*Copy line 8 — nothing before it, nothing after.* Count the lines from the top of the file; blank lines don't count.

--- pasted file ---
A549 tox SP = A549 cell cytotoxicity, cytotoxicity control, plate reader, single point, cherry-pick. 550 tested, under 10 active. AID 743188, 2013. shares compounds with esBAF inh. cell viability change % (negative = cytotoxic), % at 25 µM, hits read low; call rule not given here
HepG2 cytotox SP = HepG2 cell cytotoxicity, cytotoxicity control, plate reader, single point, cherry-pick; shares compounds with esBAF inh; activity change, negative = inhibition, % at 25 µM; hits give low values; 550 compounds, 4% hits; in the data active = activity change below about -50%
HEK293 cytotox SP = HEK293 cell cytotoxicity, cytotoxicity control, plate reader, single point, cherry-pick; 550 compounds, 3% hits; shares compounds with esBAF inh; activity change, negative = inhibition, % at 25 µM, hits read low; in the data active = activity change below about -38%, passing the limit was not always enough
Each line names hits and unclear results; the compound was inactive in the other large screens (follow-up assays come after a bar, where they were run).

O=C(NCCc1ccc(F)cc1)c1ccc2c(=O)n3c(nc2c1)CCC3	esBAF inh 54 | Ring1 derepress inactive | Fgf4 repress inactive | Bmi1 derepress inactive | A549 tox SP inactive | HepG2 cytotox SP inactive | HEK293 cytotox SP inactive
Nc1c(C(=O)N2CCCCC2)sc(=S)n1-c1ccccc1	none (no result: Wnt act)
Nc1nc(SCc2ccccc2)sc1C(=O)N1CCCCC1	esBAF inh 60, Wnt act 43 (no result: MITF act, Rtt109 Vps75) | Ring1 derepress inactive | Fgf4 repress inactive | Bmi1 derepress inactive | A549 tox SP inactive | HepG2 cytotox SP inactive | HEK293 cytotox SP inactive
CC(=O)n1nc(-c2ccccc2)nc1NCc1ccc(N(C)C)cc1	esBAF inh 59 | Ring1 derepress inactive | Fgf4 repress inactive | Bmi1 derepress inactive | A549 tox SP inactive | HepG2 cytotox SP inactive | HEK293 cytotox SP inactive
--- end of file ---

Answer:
CC(=O)n1nc(-c2ccccc2)nc1NCc1ccc(N(C)C)cc1	esBAF inh 59 | Ring1 derepress inactive | Fgf4 repress inactive | Bmi1 derepress inactive | A549 tox SP inactive | HepG2 cytotox SP inactive | HEK293 cytotox SP inactive